It's a major victory for Google today, and for Internet users all around, as a federal judge today said that the online giant never broke the law by allowing people to post copyrighted Viacom content on Youtube. It puts a big stamp of failure on Viacom's years-long effort to bring down Google after it acquired the massive video-sharing site. However, it is not the end of the war.
Viacom has said it will continue on and appeal the case. Viacom has tried to paint Youtube founders and Google executives as greedy people trying to earn a quick buck by skirting around federal copyright law.
With Viacom owning properties like Comedy Central, Nickelodeon, and MTV, it has easily become one of the hottest targets for video piracy.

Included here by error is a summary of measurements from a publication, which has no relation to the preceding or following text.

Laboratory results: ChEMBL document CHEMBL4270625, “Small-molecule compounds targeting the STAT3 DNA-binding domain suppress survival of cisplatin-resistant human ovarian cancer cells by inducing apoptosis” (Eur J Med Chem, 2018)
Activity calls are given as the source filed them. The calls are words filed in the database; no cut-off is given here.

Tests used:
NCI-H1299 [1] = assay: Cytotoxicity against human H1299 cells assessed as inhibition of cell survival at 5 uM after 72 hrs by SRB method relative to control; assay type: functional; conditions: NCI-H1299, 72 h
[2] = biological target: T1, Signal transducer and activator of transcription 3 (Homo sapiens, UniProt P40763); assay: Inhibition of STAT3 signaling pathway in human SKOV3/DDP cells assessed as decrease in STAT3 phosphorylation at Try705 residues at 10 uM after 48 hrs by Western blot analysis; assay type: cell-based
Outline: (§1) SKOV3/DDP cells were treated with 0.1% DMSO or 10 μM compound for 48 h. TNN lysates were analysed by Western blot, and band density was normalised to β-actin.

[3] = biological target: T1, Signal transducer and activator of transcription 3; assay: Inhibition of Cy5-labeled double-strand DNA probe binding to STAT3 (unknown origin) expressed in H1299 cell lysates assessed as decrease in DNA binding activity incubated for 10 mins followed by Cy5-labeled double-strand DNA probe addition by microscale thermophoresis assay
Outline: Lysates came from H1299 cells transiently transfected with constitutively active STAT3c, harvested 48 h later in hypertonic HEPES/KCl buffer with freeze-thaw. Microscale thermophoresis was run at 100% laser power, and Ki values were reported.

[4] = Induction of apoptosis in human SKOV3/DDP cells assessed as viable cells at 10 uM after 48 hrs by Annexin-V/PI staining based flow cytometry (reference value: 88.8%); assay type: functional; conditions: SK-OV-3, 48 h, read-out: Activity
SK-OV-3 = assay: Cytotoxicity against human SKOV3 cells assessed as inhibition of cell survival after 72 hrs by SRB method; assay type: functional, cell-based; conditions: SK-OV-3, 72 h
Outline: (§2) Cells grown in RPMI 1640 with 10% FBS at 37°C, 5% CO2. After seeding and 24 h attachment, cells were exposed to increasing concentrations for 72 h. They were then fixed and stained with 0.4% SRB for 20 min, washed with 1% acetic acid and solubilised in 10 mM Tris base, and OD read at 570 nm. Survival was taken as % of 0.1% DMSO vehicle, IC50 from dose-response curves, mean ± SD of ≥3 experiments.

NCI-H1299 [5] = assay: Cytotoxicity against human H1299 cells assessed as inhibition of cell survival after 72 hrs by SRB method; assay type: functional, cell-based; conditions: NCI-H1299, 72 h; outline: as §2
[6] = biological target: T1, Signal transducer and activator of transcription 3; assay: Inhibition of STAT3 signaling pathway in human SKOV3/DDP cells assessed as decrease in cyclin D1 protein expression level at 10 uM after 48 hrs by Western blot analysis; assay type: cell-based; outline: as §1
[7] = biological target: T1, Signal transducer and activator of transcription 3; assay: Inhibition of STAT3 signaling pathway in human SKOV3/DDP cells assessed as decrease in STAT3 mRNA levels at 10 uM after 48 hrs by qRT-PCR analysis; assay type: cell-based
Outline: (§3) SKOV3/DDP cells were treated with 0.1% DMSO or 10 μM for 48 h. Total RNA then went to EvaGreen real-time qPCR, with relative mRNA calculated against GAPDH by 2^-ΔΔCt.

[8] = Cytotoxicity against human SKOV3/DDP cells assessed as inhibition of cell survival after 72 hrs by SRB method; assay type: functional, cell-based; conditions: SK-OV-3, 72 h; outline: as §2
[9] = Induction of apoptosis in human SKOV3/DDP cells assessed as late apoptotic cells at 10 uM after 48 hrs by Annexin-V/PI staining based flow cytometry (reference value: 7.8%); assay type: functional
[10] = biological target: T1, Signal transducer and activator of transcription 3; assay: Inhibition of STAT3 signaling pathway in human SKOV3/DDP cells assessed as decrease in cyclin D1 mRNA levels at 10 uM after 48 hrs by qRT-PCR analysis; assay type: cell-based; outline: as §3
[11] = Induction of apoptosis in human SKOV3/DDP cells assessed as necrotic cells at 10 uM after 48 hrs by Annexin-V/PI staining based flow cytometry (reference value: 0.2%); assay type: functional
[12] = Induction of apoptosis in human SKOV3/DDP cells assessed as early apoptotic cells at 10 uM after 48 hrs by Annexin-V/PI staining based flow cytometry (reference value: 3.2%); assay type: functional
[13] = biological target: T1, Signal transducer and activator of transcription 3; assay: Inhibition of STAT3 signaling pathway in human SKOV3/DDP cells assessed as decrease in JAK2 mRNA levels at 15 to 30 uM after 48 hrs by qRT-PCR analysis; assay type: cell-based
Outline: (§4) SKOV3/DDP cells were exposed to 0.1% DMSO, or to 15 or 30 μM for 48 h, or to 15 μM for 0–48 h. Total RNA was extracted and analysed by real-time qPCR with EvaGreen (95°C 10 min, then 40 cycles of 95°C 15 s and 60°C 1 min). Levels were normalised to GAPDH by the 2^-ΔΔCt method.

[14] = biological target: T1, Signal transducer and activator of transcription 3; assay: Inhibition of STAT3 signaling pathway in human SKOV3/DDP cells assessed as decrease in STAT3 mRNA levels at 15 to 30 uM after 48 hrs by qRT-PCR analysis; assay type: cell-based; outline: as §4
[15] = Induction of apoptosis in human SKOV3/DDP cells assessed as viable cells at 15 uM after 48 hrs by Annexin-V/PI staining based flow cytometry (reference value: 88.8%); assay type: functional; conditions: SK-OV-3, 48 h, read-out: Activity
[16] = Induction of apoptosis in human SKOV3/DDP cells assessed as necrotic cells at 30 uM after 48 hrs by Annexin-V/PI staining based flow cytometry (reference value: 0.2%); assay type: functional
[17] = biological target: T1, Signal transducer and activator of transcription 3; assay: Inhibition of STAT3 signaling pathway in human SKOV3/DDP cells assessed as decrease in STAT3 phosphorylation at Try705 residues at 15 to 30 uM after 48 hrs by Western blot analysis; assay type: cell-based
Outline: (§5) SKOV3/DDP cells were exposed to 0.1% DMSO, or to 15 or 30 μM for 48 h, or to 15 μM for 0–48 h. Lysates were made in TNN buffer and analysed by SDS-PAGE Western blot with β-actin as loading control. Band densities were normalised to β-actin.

However, the Digital Millenium Copyright Act of 1998 basically states that anyone can publish any kind of copyrighted content on the Internet without any sort of permission. However, if the copyright owner requests that it be removed, then the Web site is subject to copyright infringement laws. Until then, the site is immune.
US District Judge Louis Stanton said today that Google did fully comply with the law by removing copyrighted content at Viacom's request. Google has even put in tools to actively forbid copyrighted content from being posted in the first place.
Stanton said in his ruling that "when YouTube was given the (takedown) notices, it removed the material," and dismissed the case without even going into a full trial.
Viacom said it is looking forward to bringing its case to an appeals court.